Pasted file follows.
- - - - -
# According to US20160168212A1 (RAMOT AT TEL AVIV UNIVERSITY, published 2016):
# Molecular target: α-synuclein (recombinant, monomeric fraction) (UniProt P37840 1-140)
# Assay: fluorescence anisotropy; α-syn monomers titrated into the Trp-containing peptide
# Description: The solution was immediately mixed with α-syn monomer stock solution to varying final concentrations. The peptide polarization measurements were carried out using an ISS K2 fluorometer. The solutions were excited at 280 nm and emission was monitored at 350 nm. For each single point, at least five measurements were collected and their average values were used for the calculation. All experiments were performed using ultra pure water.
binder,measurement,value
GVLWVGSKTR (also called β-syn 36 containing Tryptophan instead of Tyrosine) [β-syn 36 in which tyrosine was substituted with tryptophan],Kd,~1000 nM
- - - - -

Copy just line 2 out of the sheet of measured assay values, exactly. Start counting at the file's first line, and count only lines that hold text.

# Molecular target: α-synuclein (recombinant, monomeric fraction) (UniProt P37840 1-140)